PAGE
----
But your question was about Haskell, and of course Haskell is both pure and _lazy_. So, in my example of adding two elements to a collection, the actual work of adding newElement1 will be wound into the process of adding newElement2, which will be triggered by some use of the result. I don't know nearly enough of the Haskell language system to know how well it would make use of parallelism in this case.

    My current thinking is this: actors, transactions, and pure-functional programming each do a lot to address the huge peril of parallel programming, namely the potential for a seemingly innocuous tweak to the code to change the potential outcome, possibly in a way that will not be quickly revealed by testing. However, they introduce new challenges that can impede your ability to reason about performance, e.g.  you might have to know a lot about performance tuning in Haskell before you can think about performance-tuning concurrent Haskell code. Good tools such as race detectors for standard Java code might provide a totally different way to address that "huge peril", and the choice of which learning curve you should approach (Haksell vs. threads & locks with good tool support) may depend more on your background and thinking style than the tools themselves.

    Based on what little I've done with it, I remain a big fan of Haskell. I'd also like to learn more about transactional Haskell. But reasoning about performance doesn't seem to be its strength. So, at this point, if you care about performance of parallel code and actual degree of parallelism exploited, I think your question can't be answered without serious knowledge of Haskell internals.

    Would any Haskell experts out there care to contribute?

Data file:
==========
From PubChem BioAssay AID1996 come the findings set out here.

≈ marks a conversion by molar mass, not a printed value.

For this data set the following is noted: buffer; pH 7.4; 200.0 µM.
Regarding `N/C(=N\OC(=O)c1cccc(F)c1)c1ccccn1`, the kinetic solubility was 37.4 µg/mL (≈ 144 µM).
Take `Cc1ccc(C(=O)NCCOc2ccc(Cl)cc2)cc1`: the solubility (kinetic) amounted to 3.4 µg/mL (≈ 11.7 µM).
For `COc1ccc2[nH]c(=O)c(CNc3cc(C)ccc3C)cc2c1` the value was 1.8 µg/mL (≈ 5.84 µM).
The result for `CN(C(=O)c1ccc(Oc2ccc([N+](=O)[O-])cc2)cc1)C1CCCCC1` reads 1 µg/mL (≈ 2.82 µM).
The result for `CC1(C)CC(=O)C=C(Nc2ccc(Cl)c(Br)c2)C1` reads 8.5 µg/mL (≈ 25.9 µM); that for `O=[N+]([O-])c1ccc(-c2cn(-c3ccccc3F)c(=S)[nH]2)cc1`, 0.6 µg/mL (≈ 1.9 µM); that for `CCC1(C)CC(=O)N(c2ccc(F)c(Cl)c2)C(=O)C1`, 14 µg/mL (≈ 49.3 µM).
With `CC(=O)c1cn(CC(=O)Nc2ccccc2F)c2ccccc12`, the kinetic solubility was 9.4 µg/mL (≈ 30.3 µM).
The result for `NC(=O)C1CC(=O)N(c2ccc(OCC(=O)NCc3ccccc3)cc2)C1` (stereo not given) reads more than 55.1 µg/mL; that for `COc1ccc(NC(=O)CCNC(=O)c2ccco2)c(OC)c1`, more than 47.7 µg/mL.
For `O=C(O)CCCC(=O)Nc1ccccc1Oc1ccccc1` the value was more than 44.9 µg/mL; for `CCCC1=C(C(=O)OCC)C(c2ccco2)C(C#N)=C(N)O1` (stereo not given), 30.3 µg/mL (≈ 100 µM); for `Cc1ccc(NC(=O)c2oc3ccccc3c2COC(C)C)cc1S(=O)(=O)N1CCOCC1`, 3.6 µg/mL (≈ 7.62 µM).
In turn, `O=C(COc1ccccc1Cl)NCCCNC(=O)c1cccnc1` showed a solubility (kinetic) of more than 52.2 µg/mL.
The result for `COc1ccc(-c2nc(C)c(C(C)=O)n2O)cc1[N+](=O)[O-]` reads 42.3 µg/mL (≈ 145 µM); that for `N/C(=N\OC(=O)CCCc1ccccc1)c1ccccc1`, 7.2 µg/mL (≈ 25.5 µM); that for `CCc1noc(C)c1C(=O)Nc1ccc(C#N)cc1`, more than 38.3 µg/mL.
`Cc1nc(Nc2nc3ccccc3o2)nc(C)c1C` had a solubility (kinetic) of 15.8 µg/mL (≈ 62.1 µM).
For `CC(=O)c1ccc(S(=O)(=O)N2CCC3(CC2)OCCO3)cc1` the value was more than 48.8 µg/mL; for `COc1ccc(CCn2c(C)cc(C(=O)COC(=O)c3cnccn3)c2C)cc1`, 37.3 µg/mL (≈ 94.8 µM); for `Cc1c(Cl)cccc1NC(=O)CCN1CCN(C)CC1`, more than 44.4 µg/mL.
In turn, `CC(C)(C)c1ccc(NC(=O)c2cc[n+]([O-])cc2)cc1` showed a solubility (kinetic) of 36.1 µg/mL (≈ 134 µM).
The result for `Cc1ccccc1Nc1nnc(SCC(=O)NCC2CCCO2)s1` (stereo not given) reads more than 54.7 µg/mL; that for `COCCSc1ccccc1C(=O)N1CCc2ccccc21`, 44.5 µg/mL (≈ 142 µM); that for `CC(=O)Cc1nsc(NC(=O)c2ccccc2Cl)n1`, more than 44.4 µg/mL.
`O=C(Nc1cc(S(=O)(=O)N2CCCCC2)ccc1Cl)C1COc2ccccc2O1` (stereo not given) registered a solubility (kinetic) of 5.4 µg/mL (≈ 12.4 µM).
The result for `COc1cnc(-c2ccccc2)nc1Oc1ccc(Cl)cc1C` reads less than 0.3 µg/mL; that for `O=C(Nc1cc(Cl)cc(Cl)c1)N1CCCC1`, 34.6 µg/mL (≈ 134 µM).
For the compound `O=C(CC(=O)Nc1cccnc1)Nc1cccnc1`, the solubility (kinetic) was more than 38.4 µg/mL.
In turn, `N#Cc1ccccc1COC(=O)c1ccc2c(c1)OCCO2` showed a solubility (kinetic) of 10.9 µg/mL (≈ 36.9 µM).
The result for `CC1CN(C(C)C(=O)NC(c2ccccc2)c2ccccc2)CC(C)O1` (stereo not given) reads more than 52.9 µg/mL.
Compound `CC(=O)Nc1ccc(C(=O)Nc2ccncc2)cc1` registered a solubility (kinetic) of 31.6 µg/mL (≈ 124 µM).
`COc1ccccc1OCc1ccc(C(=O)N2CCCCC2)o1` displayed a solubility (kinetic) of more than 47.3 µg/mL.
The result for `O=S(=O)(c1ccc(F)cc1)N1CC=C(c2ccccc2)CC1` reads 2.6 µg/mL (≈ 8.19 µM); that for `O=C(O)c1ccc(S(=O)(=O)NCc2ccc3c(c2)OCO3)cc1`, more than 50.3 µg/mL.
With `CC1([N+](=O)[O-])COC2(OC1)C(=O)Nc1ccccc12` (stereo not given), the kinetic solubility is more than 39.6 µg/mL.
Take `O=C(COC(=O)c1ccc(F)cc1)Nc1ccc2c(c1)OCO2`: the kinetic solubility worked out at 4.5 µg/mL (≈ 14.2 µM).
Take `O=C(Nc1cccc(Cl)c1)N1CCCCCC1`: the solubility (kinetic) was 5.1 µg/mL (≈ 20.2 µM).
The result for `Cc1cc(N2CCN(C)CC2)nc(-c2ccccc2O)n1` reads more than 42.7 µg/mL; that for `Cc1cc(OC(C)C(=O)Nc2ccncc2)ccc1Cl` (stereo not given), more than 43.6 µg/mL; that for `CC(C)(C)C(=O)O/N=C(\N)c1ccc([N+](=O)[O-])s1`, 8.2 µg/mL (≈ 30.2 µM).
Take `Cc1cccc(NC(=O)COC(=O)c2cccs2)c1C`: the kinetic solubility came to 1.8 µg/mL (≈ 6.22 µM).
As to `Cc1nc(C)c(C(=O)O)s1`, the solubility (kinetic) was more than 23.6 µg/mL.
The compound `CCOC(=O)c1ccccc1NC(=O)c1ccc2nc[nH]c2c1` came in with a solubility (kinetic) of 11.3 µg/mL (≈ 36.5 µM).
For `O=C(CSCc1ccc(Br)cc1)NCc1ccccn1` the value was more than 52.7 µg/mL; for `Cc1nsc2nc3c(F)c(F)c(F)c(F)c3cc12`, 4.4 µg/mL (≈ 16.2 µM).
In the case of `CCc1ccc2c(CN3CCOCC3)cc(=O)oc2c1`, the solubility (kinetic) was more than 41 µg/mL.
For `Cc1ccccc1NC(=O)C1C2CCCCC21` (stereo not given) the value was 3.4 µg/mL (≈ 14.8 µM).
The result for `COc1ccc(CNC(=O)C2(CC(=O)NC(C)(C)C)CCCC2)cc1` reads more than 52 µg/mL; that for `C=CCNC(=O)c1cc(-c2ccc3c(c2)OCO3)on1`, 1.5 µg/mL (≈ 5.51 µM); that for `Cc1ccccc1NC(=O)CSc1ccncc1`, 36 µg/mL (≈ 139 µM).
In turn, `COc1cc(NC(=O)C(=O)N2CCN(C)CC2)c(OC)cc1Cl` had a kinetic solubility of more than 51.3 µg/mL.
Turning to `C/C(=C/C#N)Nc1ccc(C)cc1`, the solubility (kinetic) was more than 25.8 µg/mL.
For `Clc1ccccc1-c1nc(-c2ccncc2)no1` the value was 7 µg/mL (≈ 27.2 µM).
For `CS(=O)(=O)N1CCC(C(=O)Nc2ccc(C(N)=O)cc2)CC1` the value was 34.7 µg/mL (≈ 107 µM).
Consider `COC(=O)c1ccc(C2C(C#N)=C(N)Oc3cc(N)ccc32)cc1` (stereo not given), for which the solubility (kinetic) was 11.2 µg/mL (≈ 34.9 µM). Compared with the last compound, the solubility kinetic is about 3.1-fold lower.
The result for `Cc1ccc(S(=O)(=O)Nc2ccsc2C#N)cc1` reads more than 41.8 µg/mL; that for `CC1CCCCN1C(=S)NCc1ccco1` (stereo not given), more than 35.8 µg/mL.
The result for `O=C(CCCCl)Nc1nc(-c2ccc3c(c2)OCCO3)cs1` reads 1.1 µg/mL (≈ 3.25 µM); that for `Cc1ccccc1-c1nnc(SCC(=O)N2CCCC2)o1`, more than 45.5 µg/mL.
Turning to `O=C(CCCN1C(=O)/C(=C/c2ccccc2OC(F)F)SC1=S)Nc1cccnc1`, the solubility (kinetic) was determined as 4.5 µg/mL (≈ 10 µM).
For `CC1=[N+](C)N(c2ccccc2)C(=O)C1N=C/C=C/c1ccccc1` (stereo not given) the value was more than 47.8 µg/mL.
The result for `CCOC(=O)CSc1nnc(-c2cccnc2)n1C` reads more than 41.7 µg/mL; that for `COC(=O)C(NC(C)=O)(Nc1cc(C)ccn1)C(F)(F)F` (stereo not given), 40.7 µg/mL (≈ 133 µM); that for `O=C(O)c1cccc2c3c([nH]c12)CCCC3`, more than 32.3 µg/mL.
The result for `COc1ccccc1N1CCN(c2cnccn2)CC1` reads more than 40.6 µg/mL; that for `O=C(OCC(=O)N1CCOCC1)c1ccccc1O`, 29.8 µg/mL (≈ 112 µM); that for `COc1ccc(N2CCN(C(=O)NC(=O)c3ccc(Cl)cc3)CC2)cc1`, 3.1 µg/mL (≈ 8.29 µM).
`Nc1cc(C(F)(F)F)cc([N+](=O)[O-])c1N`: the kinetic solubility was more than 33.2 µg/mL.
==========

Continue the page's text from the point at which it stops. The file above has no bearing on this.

• Alleyne Thompson asked a question:
    Haskell programming

    haskell parallel

  • Robin T. Bye added an answer:
    What are the advantages and disadvantages of using Haskell for artificial intelligence?
    Specifically, using Haskell for autonomous mobile robots and cooperative control.
    Robin T. Bye · Aalesund University College
    Some nice blog posts comparing Haskell with other languages used for AI:
    Haskell vs. Scala vs. Python: http://blog.samibadawi.com/2013/02/scala-vs-haskell-vs-python.html
    Haskell vs. Scheme: http://scienceblogs.com/goodmath/2006/10/24/haskell-and-scheme-which-one-a/
  • Stefan Savev added an answer:
    Scala implicits and type classes
    Do you know of any good material describing systematically the relationship between scala implicits and type classes?
    Stefan Savev · ResearchGate
    Thanks Michael! It's a good reference.
  • Robin T. Bye added an answer:
    Any suggestions for a good book on Haskell?
    Any book or page that contains good material for language Haskell.
    Robin T. Bye · Aalesund University College

    There is also "Real World Haskell" by Bryan O'Sullivan, John Goerzen, and Don Stewart. That book is published by O'Reilly, and like many O'Reilly books, it is  available for free online: http://book.realworldhaskell.org/. 

    The online version is particularly useful, as it also contains comments by users, which has ensured that even the tiniest errors are caught and explanations are bootstrapped and perfected.

  • Peter Padawitz added an answer:
    Is there any logic language to implement quantum programming?
    I am just now interested in explore the capabilities of quantum programming. I found some implementations on literature based on C or C++. Also there is a very promising language QML on top of the functional language Haskell that is based on linear logic, but i'll rather prefer to manage a logic language. Any one know if there is a work on such line?
    Peter Padawitz · Technische Universität Dortmund
    Maybe this helps: http://www.mathstat.dal.ca/~selinger/quipper/